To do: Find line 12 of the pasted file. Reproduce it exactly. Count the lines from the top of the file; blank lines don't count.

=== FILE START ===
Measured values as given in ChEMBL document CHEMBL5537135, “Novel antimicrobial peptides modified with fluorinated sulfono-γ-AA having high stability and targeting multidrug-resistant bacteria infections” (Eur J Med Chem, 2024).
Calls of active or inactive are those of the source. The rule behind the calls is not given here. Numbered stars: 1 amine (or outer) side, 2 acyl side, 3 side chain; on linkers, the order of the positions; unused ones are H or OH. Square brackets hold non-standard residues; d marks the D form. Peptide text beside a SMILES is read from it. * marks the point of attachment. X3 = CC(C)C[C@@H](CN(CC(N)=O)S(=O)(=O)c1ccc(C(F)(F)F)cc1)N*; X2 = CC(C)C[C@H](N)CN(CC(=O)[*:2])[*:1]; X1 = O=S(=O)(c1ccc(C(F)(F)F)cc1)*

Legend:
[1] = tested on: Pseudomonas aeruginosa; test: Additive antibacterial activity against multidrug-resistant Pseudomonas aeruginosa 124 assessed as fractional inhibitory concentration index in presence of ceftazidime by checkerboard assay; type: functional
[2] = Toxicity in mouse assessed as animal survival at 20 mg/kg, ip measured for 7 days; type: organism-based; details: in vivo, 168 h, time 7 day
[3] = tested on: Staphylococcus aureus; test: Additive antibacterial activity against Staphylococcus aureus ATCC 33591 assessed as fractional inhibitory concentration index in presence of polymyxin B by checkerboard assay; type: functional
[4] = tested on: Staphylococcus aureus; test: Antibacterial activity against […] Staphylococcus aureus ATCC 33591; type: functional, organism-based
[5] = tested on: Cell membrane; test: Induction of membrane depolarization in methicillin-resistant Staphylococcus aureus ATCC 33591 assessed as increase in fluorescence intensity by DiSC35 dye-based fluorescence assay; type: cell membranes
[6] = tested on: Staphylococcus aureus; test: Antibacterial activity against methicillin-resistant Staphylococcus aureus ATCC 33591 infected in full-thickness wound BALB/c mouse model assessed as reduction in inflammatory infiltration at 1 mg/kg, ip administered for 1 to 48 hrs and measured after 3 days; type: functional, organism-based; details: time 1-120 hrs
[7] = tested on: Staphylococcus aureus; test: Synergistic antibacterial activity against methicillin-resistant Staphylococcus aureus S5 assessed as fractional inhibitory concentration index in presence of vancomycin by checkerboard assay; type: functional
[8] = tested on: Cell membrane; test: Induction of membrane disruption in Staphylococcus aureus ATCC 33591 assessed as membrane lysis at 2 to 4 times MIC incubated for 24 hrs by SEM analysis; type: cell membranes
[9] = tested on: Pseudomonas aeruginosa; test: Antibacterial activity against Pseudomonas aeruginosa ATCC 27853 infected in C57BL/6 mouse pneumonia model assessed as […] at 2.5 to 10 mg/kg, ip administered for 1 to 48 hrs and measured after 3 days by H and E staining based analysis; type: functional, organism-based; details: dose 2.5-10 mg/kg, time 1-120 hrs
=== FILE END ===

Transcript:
[9] = tested on: Pseudomonas aeruginosa; test: Antibacterial activity against Pseudomonas aeruginosa ATCC 27853 infected in C57BL/6 mouse pneumonia model assessed as […] at 2.5 to 10 mg/kg, ip administered for 1 to 48 hrs and measured after 3 days by H and E staining based analysis; type: functional, organism-based; details: dose 2.5-10 mg/kg, time 1-120 hrs